[0007] International patent application WO2013022483 discloses a method and apparatus for audio adjustment which allow audio to be output to a user based on a user's location and orientation. WO2013022483 briefly mentions that user location can be important if multiple rooms in a house have speakers, and the user walks around to different rooms in the house. However, WO2013022483 does not mention or suggest if and how the user location is used in that case. More in particular, there is no suggestion how to provide the user with an optimal audio experience while walking around in the house.

SUMMARY

[0008] It is an object of the present invention to solve this problem by providing an audio system, comprising:

[0009] a first set of speakers arranged in a first area,

[0010] a second set of speakers arranged in a second area,

[0011] an audio source for supplying sound signals to the speakers,

[0012] at least one detector for detecting a user location and for supplying a respective user location signal to the audio source,

[0013] wherein the first area and the second area are substantially non-overlapping, wherein the audio source is configured for controlling the sound signals to the first set of speakers and to the second set of speakers so as to produce a sound field having a position, and wherein the audio source is further configured for adjusting, in response to the at least one location signal, the position of the sound field when a user moves from the first area to the second area, so as to substantially coincide with the user location.

[0014] By providing an audio source which is configured for controlling the sound signals so as to provide a sound field having a position, and adjusting the position of the sound field in response to the at least one location signal indicative of the user's location, it becomes possible for the sound field to move with the user, so that the user can remain at an optimal position within the sound field, also when moving. As a result, the user's audio perception can remain substantially constant.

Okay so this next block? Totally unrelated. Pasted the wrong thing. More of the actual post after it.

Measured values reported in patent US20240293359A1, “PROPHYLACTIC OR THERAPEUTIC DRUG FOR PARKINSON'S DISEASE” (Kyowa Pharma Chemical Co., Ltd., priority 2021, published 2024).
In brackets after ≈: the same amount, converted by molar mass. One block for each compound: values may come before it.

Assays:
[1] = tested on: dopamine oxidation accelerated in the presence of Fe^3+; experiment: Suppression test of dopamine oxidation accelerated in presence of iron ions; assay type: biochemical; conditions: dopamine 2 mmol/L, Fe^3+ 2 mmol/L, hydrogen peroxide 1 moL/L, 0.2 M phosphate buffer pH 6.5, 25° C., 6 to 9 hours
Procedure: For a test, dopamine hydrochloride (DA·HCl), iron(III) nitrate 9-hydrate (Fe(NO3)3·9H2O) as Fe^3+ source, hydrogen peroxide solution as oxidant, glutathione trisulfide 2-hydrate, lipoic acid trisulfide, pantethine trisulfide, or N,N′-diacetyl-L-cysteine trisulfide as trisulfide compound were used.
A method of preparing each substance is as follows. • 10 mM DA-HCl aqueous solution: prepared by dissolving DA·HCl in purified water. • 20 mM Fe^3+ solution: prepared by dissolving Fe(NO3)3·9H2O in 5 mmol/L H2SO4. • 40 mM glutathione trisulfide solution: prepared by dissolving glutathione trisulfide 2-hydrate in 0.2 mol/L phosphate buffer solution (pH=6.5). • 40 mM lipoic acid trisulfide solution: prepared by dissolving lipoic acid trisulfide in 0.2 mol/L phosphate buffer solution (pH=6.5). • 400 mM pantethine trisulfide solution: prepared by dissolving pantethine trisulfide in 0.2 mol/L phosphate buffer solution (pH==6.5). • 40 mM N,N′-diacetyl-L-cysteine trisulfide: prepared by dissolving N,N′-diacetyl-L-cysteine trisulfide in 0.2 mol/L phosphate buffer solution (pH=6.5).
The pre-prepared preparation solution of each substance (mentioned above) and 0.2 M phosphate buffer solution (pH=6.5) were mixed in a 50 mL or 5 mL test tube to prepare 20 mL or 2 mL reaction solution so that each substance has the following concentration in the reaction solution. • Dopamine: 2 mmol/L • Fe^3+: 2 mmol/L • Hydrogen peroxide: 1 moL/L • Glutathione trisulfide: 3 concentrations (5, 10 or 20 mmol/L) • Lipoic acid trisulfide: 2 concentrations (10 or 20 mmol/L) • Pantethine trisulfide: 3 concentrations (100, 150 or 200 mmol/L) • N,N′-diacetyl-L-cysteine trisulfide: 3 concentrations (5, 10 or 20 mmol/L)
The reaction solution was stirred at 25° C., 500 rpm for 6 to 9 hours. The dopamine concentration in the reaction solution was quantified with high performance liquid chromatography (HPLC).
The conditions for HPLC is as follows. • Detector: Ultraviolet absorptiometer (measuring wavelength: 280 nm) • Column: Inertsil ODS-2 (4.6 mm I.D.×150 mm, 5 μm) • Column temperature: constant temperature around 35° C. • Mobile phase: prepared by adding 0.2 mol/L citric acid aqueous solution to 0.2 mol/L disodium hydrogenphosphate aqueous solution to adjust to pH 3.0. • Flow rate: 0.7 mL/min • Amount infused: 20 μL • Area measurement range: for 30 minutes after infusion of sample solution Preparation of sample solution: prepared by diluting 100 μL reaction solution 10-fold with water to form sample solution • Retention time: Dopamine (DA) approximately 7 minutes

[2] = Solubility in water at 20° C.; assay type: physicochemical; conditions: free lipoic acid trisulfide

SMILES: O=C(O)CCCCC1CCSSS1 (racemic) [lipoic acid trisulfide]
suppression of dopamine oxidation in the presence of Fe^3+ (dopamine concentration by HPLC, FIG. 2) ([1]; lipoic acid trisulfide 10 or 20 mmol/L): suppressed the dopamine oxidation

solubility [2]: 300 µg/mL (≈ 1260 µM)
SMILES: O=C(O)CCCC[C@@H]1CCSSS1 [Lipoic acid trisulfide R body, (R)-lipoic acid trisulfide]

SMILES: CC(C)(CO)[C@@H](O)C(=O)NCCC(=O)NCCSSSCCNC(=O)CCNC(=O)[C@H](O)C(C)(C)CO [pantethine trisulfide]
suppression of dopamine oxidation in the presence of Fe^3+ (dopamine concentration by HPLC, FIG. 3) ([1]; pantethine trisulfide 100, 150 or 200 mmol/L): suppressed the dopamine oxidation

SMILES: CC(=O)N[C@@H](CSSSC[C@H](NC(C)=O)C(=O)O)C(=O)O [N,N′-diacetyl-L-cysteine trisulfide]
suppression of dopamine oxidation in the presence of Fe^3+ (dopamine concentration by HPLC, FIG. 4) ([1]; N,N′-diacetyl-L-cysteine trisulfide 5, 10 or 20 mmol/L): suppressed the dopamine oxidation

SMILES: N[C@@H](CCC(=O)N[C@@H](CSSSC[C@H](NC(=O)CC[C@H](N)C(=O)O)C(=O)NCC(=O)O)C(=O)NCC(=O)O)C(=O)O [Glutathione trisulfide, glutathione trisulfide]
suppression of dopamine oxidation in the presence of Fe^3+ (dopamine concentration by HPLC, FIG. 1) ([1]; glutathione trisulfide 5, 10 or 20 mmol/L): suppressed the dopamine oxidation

[0015] One or more detectors may be provided to provide location signals indicative of a user location. A detector may utilize radar technology and/or infra-red technology to determine the user location by determining the distance of the user from two or more detectors. Advantageously, one or more speakers may comprise one or more detectors. One or more detectors may alternatively, or additionally, be carried by the user, for example detectors accommodated in a mobile of portable device carried by the user, or detectors accommodated in the users clothing. The detectors may be wirelessly connected with the audio source, for example using Bluetooth.RTM. technology.

[0016] The audio system of the invention can be optimised for a single user. However, the audio system may also be used for multiple users. In that case, the location information may be averaged, for example, to produce an average location for a group of users (that is, a group of two or more users), and the audio system may adjust the sound field position so as to substantially coincide with the group location, that is, the average location of the users of the group. In some embodiments, the audio system may be configured for ignoring the location of outliers so as to keep the group location near the locations of most members of a group. In other embodiments, the audio system may be configured for splitting groups into new groups in order to optimise the audio experience of the members of the groups.

[0017] In an embodiment, the audio system may comprise a vector based amplitude panning unit configured for adjusting the position of the sound field. Such a panning unit may be part of the audio source, or may be constituted by a separate unit. Vector based amplitude panning (VBAP) is a technique known per se which can advantageously be used to direct sound, and thus to adjust the position of a sound field produced by a set of speakers.